We have found UM faculty members to be receptive to allowing middle and high school teachers to observe in their classrooms. In total, 58 faculty members were contacted via email (two emails were sent to the faculty members); 43 responded by indicating that the teachers were welcome to observe in their classrooms. Although three faculty members said that the teachers could not observe courses, the reasons were purely logistical and did not reflect an unwillingness to be observed in general; rather, they declined because students were taking an in-class or online exam, the instructor would not be present on the observation date, or their classrooms were too full to accommodate additional visitors. An additional 12 faculty members did not respond to the email. What is perhaps most notable is the fact that we did not receive any emails from faculty members stating that they simply did not want observations to be conducted in their classrooms.

    Altogether, the teachers observed 51 courses, 44 at the introductory level and seven at the upper-division level. Five faculty members were observed teaching two different courses, such as introductory calculus-based physics and introductory algebra-based physics, and results from each course are reported separately. Additionally, two faculty members coteach their courses, and both members of the team agreed to be observed. In this paper, we also report these results as different courses, because faculty members were collaborating on the course as a whole but teaching class sessions individually.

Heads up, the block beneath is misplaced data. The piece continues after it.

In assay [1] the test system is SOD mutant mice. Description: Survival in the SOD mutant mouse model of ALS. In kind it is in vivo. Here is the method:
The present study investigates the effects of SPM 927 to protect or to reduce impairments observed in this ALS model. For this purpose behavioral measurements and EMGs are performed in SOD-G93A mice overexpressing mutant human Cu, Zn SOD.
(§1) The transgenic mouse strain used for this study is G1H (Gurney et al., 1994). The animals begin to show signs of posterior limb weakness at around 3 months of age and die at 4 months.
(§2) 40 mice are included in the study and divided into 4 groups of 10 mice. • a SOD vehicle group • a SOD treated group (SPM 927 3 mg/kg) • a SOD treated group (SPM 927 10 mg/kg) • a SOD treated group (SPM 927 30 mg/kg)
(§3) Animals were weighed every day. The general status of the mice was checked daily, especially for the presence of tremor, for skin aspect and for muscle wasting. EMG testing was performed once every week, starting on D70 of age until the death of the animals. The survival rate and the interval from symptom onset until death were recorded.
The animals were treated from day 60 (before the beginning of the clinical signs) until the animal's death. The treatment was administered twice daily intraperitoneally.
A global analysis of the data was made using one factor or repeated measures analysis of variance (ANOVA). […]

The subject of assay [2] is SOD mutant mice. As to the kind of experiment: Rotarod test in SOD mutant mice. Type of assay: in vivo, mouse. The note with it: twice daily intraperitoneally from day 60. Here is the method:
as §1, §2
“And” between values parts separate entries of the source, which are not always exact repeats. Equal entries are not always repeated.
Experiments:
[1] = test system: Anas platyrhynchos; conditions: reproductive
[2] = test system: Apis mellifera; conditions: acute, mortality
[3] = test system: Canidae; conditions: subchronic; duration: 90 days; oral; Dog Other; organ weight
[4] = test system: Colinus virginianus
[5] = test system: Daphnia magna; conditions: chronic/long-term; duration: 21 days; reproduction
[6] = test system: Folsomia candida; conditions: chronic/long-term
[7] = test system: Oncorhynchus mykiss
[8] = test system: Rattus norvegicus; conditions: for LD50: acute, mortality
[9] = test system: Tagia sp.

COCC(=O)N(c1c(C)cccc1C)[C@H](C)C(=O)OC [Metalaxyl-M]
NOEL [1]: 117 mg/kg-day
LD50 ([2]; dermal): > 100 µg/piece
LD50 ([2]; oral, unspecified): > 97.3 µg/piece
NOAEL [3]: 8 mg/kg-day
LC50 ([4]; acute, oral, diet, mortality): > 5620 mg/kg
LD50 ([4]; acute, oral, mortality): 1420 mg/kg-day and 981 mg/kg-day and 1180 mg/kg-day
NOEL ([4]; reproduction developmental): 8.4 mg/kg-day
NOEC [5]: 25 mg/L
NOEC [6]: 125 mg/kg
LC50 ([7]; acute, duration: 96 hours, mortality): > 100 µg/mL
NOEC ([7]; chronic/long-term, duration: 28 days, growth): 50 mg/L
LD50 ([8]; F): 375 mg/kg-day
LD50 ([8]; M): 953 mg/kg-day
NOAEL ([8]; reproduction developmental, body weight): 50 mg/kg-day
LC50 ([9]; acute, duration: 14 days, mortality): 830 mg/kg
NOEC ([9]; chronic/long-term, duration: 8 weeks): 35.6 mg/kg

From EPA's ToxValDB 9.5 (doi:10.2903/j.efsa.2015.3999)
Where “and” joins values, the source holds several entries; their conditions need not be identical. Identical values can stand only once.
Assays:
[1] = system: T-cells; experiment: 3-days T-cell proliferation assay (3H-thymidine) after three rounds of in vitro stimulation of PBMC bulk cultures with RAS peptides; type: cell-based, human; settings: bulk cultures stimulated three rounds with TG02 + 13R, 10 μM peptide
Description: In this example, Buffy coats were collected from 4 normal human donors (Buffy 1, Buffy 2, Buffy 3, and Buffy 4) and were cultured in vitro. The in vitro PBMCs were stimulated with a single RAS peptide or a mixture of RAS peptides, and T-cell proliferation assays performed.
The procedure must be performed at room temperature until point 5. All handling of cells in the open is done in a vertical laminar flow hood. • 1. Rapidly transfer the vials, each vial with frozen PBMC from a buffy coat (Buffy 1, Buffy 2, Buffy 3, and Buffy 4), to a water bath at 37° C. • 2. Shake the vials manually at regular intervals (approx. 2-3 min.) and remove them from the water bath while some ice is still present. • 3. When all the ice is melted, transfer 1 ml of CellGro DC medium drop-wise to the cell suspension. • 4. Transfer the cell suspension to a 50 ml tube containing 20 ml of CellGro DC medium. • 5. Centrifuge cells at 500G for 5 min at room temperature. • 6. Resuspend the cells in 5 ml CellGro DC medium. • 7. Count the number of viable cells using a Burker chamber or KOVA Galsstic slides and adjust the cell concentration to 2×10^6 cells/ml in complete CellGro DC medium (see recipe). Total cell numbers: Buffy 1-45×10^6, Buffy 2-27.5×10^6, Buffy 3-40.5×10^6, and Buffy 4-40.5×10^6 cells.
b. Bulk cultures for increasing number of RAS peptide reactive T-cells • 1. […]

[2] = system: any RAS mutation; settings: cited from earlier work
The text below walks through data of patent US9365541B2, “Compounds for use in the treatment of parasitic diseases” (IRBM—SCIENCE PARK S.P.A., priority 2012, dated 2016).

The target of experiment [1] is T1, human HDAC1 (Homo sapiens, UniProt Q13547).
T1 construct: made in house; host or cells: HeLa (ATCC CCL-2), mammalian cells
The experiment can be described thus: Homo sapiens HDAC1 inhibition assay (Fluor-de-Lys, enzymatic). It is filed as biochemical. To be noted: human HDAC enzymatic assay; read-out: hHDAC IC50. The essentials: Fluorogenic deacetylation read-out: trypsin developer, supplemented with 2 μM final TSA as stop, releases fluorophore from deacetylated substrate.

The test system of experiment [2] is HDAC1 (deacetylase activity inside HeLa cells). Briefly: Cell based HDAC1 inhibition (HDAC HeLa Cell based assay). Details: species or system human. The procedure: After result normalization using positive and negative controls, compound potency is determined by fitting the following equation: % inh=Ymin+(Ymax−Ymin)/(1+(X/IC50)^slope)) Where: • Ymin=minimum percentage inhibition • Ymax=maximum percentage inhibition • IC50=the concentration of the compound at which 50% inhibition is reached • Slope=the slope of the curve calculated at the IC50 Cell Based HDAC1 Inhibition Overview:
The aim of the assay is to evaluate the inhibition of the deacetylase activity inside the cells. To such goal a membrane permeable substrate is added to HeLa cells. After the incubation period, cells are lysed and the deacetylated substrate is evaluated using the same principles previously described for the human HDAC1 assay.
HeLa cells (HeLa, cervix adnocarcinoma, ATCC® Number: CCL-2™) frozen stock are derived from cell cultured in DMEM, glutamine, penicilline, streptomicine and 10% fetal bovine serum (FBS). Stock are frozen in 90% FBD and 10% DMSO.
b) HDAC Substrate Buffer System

To capture teaching practices that are indicative of the class as a whole rather than a particular class meeting, observations were conducted in both February and April during the Spring 2014 semester, when possible. Indeed, most courses were observed twice (Table 1). In addition, some courses were observed more than twice, because the instructor taught multiple sections of the same course or, since each ­observation period ran from Tuesday to Thursday, the instructor agreed to be observed more than once in the same week.

    Table 1. Course observation frequency and distribution

    Observed onceObserved twiceObserved three or more times
    Number of courses13335

    All faculty members who agreed to be observed were given a human subjects consent form. Approval to evaluate teacher observation data of classrooms (exempt status, protocol no. 2013-02-06) was granted by the institutional review board at UM. Because of the delicate nature of sharing observation data with other faculty members and members of the administration, the consent form explained that the data would only be shared in aggregate and would not be subdivided according to variables such as department. However, faculty members were given access to observation data from their own course(s) upon request after we collected all observation and survey data for this study.

    Selection and Training of Middle and High School Teachers

    For recruitment of observers for this program, middle and high school teachers throughout the state of Maine were sent an email inviting them to apply. In total, 20 teachers were selected based on teaching experience, interest in participating, and their status as teachers of primarily STEM content. The teachers were compensated $200/day.